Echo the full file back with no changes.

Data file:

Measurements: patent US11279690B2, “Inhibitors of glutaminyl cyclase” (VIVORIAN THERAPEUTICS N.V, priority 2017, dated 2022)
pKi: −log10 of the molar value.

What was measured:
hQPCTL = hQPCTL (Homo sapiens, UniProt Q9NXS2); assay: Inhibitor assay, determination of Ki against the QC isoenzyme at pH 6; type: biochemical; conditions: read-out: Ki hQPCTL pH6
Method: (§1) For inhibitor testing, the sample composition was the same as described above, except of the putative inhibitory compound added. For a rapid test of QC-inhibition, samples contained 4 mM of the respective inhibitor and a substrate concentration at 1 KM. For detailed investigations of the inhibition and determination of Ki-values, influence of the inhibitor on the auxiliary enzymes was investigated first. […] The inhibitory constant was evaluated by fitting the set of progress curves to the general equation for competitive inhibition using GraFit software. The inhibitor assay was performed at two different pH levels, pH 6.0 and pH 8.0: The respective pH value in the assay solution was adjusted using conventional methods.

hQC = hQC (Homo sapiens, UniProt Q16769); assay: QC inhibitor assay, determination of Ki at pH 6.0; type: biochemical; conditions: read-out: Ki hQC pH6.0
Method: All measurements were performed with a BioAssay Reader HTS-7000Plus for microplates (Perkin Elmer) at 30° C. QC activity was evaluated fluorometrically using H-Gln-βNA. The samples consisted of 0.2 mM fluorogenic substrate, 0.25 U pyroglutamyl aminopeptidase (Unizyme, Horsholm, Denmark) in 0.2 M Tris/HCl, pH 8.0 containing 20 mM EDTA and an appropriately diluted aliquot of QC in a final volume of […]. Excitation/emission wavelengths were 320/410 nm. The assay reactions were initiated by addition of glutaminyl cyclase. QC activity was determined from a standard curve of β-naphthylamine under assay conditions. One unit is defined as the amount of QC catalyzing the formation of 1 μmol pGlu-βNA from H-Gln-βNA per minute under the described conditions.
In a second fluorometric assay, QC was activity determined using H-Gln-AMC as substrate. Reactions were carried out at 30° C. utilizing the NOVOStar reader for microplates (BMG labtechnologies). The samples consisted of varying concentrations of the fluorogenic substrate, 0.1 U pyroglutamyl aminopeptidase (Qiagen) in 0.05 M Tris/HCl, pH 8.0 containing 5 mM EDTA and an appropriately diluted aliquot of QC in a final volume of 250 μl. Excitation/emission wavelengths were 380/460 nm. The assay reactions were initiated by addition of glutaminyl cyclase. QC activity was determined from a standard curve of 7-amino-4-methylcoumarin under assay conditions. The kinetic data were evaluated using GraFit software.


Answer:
Measurements: patent US11279690B2, “Inhibitors of glutaminyl cyclase” (VIVORIAN THERAPEUTICS N.V, priority 2017, dated 2022)
pKi: −log10 of the molar value.

What was measured:
hQPCTL = hQPCTL (Homo sapiens, UniProt Q9NXS2); assay: Inhibitor assay, determination of Ki against the QC isoenzyme at pH 6; type: biochemical; conditions: read-out: Ki hQPCTL pH6
Method: (§1) For inhibitor testing, the sample composition was the same as described above, except of the putative inhibitory compound added. For a rapid test of QC-inhibition, samples contained 4 mM of the respective inhibitor and a substrate concentration at 1 KM. For detailed investigations of the inhibition and determination of Ki-values, influence of the inhibitor on the auxiliary enzymes was investigated first. […] The inhibitory constant was evaluated by fitting the set of progress curves to the general equation for competitive inhibition using GraFit software. The inhibitor assay was performed at two different pH levels, pH 6.0 and pH 8.0: The respective pH value in the assay solution was adjusted using conventional methods.

hQC = hQC (Homo sapiens, UniProt Q16769); assay: QC inhibitor assay, determination of Ki at pH 6.0; type: biochemical; conditions: read-out: Ki hQC pH6.0
Method: All measurements were performed with a BioAssay Reader HTS-7000Plus for microplates (Perkin Elmer) at 30° C. QC activity was evaluated fluorometrically using H-Gln-βNA. The samples consisted of 0.2 mM fluorogenic substrate, 0.25 U pyroglutamyl aminopeptidase (Unizyme, Horsholm, Denmark) in 0.2 M Tris/HCl, pH 8.0 containing 20 mM EDTA and an appropriately diluted aliquot of QC in a final volume of […]. Excitation/emission wavelengths were 320/410 nm. The assay reactions were initiated by addition of glutaminyl cyclase. QC activity was determined from a standard curve of β-naphthylamine under assay conditions. One unit is defined as the amount of QC catalyzing the formation of 1 μmol pGlu-βNA from H-Gln-βNA per minute under the described conditions.
In a second fluorometric assay, QC was activity determined using H-Gln-AMC as substrate. Reactions were carried out at 30° C. utilizing the NOVOStar reader for microplates (BMG labtechnologies). The samples consisted of varying concentrations of the fluorogenic substrate, 0.1 U pyroglutamyl aminopeptidase (Qiagen) in 0.05 M Tris/HCl, pH 8.0 containing 5 mM EDTA and an appropriately diluted aliquot of QC in a final volume of 250 μl. Excitation/emission wavelengths were 380/460 nm. The assay reactions were initiated by addition of glutaminyl cyclase. QC activity was determined from a standard curve of 7-amino-4-methylcoumarin under assay conditions. The kinetic data were evaluated using GraFit software.